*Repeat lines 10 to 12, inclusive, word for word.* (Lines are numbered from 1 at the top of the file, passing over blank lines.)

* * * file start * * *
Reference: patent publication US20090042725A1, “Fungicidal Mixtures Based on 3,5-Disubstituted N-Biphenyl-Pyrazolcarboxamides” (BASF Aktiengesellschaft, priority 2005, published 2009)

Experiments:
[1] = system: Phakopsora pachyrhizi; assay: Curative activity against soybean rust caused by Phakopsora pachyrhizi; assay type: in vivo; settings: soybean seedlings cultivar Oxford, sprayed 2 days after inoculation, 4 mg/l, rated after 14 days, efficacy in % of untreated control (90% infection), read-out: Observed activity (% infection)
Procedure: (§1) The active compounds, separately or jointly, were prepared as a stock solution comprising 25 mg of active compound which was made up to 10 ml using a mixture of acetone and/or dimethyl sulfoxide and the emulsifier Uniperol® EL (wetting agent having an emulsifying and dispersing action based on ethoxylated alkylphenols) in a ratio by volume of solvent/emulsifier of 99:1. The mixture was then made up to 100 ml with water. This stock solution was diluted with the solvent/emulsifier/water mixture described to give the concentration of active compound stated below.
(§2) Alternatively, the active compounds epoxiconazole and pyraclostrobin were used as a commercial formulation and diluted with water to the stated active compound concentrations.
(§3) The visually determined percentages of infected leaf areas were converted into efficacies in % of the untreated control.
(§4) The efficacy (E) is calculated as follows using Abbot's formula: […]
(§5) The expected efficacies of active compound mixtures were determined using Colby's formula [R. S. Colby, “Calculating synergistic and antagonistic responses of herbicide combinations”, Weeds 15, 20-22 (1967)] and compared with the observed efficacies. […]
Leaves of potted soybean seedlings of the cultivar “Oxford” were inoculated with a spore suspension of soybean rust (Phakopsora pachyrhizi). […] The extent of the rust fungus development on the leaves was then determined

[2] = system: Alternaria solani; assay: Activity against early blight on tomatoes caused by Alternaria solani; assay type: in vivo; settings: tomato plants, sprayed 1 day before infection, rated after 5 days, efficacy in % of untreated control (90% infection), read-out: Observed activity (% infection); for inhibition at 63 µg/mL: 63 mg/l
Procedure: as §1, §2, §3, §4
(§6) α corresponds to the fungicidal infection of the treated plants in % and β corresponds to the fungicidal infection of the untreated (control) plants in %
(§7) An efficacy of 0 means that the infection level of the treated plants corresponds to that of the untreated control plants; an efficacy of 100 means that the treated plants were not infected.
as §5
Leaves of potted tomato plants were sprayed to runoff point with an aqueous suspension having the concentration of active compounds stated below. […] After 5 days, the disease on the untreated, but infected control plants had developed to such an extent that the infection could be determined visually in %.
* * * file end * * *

[2] = system: Alternaria solani; assay: Activity against early blight on tomatoes caused by Alternaria solani; assay type: in vivo; settings: tomato plants, sprayed 1 day before infection, rated after 5 days, efficacy in % of untreated control (90% infection), read-out: Observed activity (% infection); for inhibition at 63 µg/mL: 63 mg/l
Procedure: as §1, §2, §3, §4
(§6) α corresponds to the fungicidal infection of the treated plants in % and β corresponds to the fungicidal infection of the untreated (control) plants in %